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Tuesday, October 4, 2016

Erosion of Entitlements? Will Social Security disappear?

Times are hard, and they are made even more difficult by the uncertainty of the unknown. There has been much discussion regarding a program taken for granted by many, Social Security, and the shaky foundation upon which it stands in the future. For people who have paid into this program for their entire lives, the thought that it may all disappear is frightening. Many retirees rely on it to support themselves in the later years of their lives.

So is Social Security going to completely disappear? Is this fact or fiction?

The truth lies somewhere in between. The real impact of the government’s shrinking cash flow is that those monthly payments may begin to decrease.  In all likelihood, Social Security will be around for years to come, albeit with diminishing returns. This does, however, create a quandary for those workers caught in the middle of the transition, who have paid a great deal into the program but might retire with fewer benefits than those before them.

What is certain is that something has to change in the government’s practices to keep Social Security alive and well. Several solutions have been proposed, such as instituting a more progressive payroll tax or raising the retirement age, but their ultimate bearing on the future of Social Security is still ambiguous. It may be advantageous to factor this potential decline in future payments into your planning process in preparation for the worst, however.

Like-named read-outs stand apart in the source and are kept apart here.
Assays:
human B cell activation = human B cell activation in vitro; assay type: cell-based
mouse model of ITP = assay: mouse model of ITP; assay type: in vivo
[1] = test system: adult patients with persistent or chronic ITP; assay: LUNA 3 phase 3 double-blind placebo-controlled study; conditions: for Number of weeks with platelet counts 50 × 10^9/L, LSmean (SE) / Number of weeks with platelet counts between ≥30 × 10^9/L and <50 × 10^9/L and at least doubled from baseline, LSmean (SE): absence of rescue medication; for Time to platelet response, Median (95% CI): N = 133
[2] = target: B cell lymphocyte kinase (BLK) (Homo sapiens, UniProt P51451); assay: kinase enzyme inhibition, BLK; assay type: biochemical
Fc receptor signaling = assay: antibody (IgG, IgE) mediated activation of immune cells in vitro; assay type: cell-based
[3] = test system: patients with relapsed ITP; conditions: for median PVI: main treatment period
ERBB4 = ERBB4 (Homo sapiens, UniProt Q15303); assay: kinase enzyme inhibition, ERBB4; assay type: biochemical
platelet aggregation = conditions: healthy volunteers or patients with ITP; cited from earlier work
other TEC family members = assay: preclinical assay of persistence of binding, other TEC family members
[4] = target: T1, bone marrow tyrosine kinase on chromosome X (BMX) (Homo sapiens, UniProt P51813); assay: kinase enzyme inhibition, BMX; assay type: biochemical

Posted by: Patrick Carroll at 10:37 AM
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Monday, August 15, 2016

Mid-Life Money Errors

So you’ve reached a certain age in your life, probably around 40-60, and you think you know it all when it comes to your financial planning. Unfortunately, many middle-aged people fall prey to the same mistakes on a consistent basis. Following these tenets can help you to secure your assets:

Stay away from increased risk: You might fall behind in your savings. That’s OK. Just be sure to keep your portfolio consistent, as too much volatility may be a bad thing. You don’t want to lose what you’ve taken so long to build up over the years- play it safe.

Don’t just build your wealth- protect it: People all too often focus on moving their wealth up, up, up and fail to play defense with their savings. Being fiscally conservative is a great way to gradually increase your funds, while minimizing possible risk.

Prioritize your own savings over everything else: It may be tempting to start investing full-speed ahead in college funds for your children. But keep in mind that college has scholarships and financial aid- your retirement fund does not.  

Don’t assume your peak earning years are ahead: Hope is a wonderful emotion, but it is best to be realistic when considering your future income. Don’t overestimate your earnings and end up in a financial rut because of it. 

Posted by: Patrick Carroll at 11:24 AM
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